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Foot Ankle Surg. 2019 Dec 4. pii: S1268-7731(19)30200-0. doi: 10.1016/j.fas.2019.11.002. [Epub ahead of print]

Validating the Foot and Ankle Outcome score for measuring foot dysfunction among hallux valgus surgery patients using item response theory.

Author information

1
School of Population and Public Health, University of British Columbia, Vancouver, Canada. Electronic address: fardowsay@live.com.
2
Centre for Health Services and Policy Research, School of Population and Public Health, University of British Columbia, Vancouver, Canada. Electronic address: guiping.liu@ubc.ca.
3
Department of Orthopaedics, University of British Columbia, 181 Keefer Place, Unit 221, Vancouver, Canada. Electronic address: KWing@footbridgeclinic.com.
4
Department of Surgery, University of Calgary, Calgary, Alberta, Canada. Electronic address: tcrump@ucalgary.ca.
5
Department of Orthopaedics, University of British Columbia, 181 Keefer Place, Unit 221, Vancouver, Canada. Electronic address: murray.penner@gmail.com.
6
Department of Orthopaedics, University of British Columbia, 181 Keefer Place, Unit 221, Vancouver, Canada. Electronic address: alastair.stephen.younger@gmail.com.
7
Department of Orthopaedics, University of British Columbia, 181 Keefer Place, Unit 221, Vancouver, Canada. Electronic address: docveljkovic@yahoo.com.
8
Centre for Health Services and Policy Research, School of Population and Public Health, University of British Columbia, Vancouver, Canada. Electronic address: jason.sutherland@ubc.ca.

Abstract

BACKGROUND:

There is an absence of high quality research validating instruments that measure foot and ankle related quality of life among hallux valgus (bunion) patients' perspectives. The Foot and Ankle Outcome Scale is a patient-reported outcome instrument, that when administered to patients with symptomatic hallux valgus, provides a patient-centric perspective of their foot function. The aim of this study is to assess the psychometric properties of the instrument's five subscales among preoperative bunion surgery patients.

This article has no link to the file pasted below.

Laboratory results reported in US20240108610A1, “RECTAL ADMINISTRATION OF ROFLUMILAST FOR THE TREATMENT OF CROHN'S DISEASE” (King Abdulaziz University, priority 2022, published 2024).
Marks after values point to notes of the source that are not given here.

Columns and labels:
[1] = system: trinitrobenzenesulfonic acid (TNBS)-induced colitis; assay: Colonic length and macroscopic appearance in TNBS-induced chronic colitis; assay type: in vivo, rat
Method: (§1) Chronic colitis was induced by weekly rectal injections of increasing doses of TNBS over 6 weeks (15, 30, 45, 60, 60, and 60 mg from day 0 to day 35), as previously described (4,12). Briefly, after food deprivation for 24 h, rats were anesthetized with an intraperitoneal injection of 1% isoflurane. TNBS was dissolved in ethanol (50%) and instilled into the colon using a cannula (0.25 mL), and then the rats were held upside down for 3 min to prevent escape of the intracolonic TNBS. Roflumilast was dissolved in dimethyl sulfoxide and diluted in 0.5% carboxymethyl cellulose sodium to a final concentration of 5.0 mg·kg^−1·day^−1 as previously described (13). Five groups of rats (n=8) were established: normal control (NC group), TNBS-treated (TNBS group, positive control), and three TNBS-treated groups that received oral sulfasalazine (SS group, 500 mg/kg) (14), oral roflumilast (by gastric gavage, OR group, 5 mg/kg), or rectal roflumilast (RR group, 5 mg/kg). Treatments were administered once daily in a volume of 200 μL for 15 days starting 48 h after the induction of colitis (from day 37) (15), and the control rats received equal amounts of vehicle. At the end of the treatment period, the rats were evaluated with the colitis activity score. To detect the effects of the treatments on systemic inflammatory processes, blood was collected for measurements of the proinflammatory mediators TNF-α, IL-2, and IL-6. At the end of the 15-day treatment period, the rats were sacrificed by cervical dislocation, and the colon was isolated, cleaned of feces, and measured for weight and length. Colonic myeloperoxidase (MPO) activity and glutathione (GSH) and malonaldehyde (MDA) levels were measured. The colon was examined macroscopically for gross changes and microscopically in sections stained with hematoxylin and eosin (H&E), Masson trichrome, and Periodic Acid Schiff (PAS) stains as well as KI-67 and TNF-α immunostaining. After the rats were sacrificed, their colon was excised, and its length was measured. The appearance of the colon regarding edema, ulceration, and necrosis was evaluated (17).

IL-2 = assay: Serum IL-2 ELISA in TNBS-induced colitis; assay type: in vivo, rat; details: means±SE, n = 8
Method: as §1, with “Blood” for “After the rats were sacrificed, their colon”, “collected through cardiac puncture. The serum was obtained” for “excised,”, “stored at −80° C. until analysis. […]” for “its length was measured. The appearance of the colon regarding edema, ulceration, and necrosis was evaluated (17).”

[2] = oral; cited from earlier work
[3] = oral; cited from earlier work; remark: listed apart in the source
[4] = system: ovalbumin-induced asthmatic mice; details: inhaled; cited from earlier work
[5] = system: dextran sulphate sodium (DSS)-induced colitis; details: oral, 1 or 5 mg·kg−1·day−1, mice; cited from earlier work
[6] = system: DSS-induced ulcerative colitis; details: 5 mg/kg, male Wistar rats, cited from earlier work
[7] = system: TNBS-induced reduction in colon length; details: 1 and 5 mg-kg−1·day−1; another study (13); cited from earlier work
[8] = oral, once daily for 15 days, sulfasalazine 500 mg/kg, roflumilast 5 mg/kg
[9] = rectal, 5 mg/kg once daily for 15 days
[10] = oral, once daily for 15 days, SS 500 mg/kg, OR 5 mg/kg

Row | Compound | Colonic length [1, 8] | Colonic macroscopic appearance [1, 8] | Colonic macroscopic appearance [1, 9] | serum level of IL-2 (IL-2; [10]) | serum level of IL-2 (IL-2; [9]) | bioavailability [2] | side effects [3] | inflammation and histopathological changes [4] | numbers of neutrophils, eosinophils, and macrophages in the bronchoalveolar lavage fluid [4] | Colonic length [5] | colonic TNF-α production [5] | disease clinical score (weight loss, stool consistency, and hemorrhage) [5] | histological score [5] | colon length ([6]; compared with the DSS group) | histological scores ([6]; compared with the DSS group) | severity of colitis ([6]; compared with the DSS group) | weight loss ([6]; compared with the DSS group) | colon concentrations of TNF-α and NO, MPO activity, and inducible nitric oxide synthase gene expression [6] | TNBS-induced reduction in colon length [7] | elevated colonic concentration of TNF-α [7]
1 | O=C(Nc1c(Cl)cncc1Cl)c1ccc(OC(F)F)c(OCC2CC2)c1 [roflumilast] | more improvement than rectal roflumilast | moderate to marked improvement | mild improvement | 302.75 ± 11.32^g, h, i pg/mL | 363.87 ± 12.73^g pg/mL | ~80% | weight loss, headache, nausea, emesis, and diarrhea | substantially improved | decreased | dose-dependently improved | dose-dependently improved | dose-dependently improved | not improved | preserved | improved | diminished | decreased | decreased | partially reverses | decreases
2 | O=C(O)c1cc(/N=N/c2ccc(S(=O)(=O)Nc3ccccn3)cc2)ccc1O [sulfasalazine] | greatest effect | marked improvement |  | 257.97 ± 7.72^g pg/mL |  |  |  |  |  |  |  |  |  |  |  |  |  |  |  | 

METHODS:

The Foot and Ankle Outcome Scale instrument measures Pain, Symptoms, Activities of Daily Living, Sport and Recreational Activities and Foot/Ankle Related Quality of Life. Preoperative data is collected from a sample of patients scheduled for surgical treatment of their condition in Vancouver, Canada. Classical and item response theory methods are used to report on reliability, validity and differential item functioning among subgroups.

RESULTS:

This study included 249 surveys, representing an overall response rate of 44.1% among 564 eligible patients. The instrument demonstrated high reliability for all subscales, though 18 items across subscales, exhibited poor discrimination between item levels. Four items score differently according to patients' sex and one item scored differently by age.

CONCLUSIONS:

The instrument measures five domains of health important to bunion patients. These findings suggest that the current instrument can be used with an understanding of its limitations, including redundant questions and sex-based differences. Future research should revise a number of items. The results highlight the importance of the psychometric analyses of instruments in specific patient populations.

KEYWORDS:

Bunion surgery; Foot and Ankle Outcome scale; Outcomes; Quality of life

PMID:
31839477
DOI:
10.1016/j.fas.2019.11.002

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